The 0.2% quarterly rate was the slowest since the third quarter of 2016.
The 0.2% quarterly rate was the slowest since the third quarter of 2016.

Italian Economy to Slow in Coming Months

Italian Economy to Slow in Coming Months

In its monthly economic bulletin, ISTAT said its latest composite leading indicator “continues to decline”, as it has throughout this year, “signaling a continuation of the current phase of slowing economic growth”.
Gross domestic product rose a quarterly 0.2% in the second quarter, data showed earlier this week, following a 0.3% rise in the first three months, and was up just 1.1% on an annual basis, Reuters reported.
The 0.2% quarterly rate was the slowest since the third quarter of 2016, while the 1.1% annual rate was the slowest since the fourth quarter of the same year.
Economy Minister Giovanni Tria said last month the 1.5% full-year 2018 growth forecast inherited from the previous center-left administration will probably have to be revised down due to slowing exports and industrial output.
Confidence in Italy’s services sector edged down in July and economists suggested underlying risks could put pressure on the economy in the coming months.
Italy’s services purchasing managers’ index reading for July came in at 54 according to IHS Markit, above the 53.6% by a Reuters poll but below June’s reading of 54.3. The surveys measure sentiment among executives, with a reading above 50 indicating growth.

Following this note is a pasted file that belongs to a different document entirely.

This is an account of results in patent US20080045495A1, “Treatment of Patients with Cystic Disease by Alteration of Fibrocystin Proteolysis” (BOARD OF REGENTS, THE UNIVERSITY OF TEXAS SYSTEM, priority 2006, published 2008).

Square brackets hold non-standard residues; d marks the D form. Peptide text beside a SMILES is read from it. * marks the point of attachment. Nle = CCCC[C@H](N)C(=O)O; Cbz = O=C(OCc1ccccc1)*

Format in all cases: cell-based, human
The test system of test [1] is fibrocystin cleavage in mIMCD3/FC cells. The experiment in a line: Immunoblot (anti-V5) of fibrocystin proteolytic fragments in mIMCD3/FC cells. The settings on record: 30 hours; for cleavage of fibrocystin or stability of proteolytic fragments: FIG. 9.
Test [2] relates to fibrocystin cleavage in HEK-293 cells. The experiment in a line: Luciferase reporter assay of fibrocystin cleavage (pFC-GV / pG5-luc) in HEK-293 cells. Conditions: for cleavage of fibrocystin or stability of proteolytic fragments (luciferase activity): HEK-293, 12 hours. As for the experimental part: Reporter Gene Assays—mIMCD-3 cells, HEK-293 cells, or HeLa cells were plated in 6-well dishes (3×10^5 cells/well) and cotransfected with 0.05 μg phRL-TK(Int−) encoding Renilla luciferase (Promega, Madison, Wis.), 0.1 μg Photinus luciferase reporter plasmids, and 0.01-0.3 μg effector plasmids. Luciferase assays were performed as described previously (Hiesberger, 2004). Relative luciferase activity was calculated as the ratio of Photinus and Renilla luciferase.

Friday’s report found new orders rising at their slowest rate since October 2016. Meanwhile, input costs continued to rise, while output prices charges by services companies fell for the sixth consecutive month amid a competitive environment, and business confidence fell to its lowest level since July 2016.
“Although there were reports of increased demand, market activity was generally reported to be weaker than earlier than in the year. Panelists commented that growth had softened in spite of promotional activities and discounts being offered to clients,” said the report.
Inflation, driven by higher fuel prices, continued to bite, and “general economic uncertainty and worries over credit access were reported.”
“Delving deeper into the details revealed some worrying trends and increasing downside risks to short-term growth,” said Paul Smith, economics director at IHS Markit.
Friday’s figures come as a sharp selloff of Italian government debt continues into its second day, reaching lows not seen since June when the election crisis prompted concerns that a new populist coalition was considering taking Italy out of the eurozone.

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